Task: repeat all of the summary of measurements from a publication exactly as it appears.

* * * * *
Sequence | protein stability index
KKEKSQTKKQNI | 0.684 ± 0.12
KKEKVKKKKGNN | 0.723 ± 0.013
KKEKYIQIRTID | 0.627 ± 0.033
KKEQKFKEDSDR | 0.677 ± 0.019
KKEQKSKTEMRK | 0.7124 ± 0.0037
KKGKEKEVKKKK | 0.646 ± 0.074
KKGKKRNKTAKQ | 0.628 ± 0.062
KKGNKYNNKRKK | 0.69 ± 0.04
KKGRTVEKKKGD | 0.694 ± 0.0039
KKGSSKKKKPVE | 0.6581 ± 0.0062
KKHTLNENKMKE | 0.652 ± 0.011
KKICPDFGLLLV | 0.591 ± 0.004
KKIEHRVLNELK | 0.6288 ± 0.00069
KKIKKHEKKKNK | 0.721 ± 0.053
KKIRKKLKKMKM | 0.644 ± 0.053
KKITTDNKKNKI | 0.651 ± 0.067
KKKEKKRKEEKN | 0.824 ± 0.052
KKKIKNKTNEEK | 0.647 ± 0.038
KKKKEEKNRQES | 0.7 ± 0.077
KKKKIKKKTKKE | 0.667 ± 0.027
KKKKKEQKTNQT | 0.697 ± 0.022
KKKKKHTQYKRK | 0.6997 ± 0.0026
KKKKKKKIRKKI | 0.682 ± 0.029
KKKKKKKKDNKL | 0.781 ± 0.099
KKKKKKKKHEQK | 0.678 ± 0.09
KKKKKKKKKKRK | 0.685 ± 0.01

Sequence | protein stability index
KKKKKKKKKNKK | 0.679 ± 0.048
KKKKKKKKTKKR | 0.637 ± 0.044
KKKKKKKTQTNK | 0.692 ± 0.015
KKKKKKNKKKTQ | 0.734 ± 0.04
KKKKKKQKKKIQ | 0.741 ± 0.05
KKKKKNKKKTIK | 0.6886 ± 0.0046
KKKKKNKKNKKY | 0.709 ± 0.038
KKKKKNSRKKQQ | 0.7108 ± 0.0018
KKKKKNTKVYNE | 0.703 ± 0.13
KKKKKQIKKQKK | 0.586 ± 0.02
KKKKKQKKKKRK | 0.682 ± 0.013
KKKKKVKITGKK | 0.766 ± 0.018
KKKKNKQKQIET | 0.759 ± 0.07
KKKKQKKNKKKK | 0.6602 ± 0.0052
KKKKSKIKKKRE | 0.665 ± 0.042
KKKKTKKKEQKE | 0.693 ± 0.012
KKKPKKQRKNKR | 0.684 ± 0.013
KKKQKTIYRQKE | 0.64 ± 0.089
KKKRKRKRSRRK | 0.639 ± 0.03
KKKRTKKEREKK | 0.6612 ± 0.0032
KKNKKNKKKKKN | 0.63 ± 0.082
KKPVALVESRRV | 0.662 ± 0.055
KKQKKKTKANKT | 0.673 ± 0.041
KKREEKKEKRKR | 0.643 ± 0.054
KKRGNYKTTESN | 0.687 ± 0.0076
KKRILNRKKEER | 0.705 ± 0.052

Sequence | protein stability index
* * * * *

Sequence | protein stability index
KKEKSQTKKQNI | 0.684 ± 0.12
KKEKVKKKKGNN | 0.723 ± 0.013
KKEKYIQIRTID | 0.627 ± 0.033
KKEQKFKEDSDR | 0.677 ± 0.019
KKEQKSKTEMRK | 0.7124 ± 0.0037
KKGKEKEVKKKK | 0.646 ± 0.074
KKGKKRNKTAKQ | 0.628 ± 0.062
KKGNKYNNKRKK | 0.69 ± 0.04
KKGRTVEKKKGD | 0.694 ± 0.0039
KKGSSKKKKPVE | 0.6581 ± 0.0062
KKHTLNENKMKE | 0.652 ± 0.011
KKICPDFGLLLV | 0.591 ± 0.004
KKIEHRVLNELK | 0.6288 ± 0.00069
KKIKKHEKKKNK | 0.721 ± 0.053
KKIRKKLKKMKM | 0.644 ± 0.053
KKITTDNKKNKI | 0.651 ± 0.067
KKKEKKRKEEKN | 0.824 ± 0.052
KKKIKNKTNEEK | 0.647 ± 0.038
KKKKEEKNRQES | 0.7 ± 0.077
KKKKIKKKTKKE | 0.667 ± 0.027
KKKKKEQKTNQT | 0.697 ± 0.022
KKKKKHTQYKRK | 0.6997 ± 0.0026
KKKKKKKIRKKI | 0.682 ± 0.029
KKKKKKKKDNKL | 0.781 ± 0.099
KKKKKKKKHEQK | 0.678 ± 0.09
KKKKKKKKKKRK | 0.685 ± 0.01

Sequence | protein stability index
KKKKKKKKKNKK | 0.679 ± 0.048
KKKKKKKKTKKR | 0.637 ± 0.044
KKKKKKKTQTNK | 0.692 ± 0.015
KKKKKKNKKKTQ | 0.734 ± 0.04
KKKKKKQKKKIQ | 0.741 ± 0.05
KKKKKNKKKTIK | 0.6886 ± 0.0046
KKKKKNKKNKKY | 0.709 ± 0.038
KKKKKNSRKKQQ | 0.7108 ± 0.0018
KKKKKNTKVYNE | 0.703 ± 0.13
KKKKKQIKKQKK | 0.586 ± 0.02
KKKKKQKKKKRK | 0.682 ± 0.013
KKKKKVKITGKK | 0.766 ± 0.018
KKKKNKQKQIET | 0.759 ± 0.07
KKKKQKKNKKKK | 0.6602 ± 0.0052
KKKKSKIKKKRE | 0.665 ± 0.042
KKKKTKKKEQKE | 0.693 ± 0.012
KKKPKKQRKNKR | 0.684 ± 0.013
KKKQKTIYRQKE | 0.64 ± 0.089
KKKRKRKRSRRK | 0.639 ± 0.03
KKKRTKKEREKK | 0.6612 ± 0.0032
KKNKKNKKKKKN | 0.63 ± 0.082
KKPVALVESRRV | 0.662 ± 0.055
KKQKKKTKANKT | 0.673 ± 0.041
KKREEKKEKRKR | 0.643 ± 0.054
KKRGNYKTTESN | 0.687 ± 0.0076
KKRILNRKKEER | 0.705 ± 0.052

Sequence | protein stability index